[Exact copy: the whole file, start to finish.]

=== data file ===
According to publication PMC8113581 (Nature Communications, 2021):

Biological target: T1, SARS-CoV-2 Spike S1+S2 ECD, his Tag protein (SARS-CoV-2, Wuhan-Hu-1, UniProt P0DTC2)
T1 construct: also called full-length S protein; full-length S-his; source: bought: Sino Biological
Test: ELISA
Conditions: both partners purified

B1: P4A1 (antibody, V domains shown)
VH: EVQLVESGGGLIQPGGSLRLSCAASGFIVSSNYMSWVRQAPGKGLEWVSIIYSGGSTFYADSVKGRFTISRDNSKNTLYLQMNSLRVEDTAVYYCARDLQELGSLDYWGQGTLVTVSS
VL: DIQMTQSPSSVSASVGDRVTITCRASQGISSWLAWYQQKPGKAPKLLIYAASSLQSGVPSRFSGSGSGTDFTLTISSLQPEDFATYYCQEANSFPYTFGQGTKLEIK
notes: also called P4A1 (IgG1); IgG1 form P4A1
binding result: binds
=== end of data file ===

According to publication PMC8113581 (Nature Communications, 2021):

Biological target: T1, SARS-CoV-2 Spike S1+S2 ECD, his Tag protein (SARS-CoV-2, Wuhan-Hu-1, UniProt P0DTC2)
T1 construct: also called full-length S protein; full-length S-his; source: bought: Sino Biological
Test: ELISA
Conditions: both partners purified

B1: P4A1 (antibody, V domains shown)
VH: EVQLVESGGGLIQPGGSLRLSCAASGFIVSSNYMSWVRQAPGKGLEWVSIIYSGGSTFYADSVKGRFTISRDNSKNTLYLQMNSLRVEDTAVYYCARDLQELGSLDYWGQGTLVTVSS
VL: DIQMTQSPSSVSASVGDRVTITCRASQGISSWLAWYQQKPGKAPKLLIYAASSLQSGVPSRFSGSGSGTDFTLTISSLQPEDFATYYCQEANSFPYTFGQGTKLEIK
notes: also called P4A1 (IgG1); IgG1 form P4A1
binding result: binds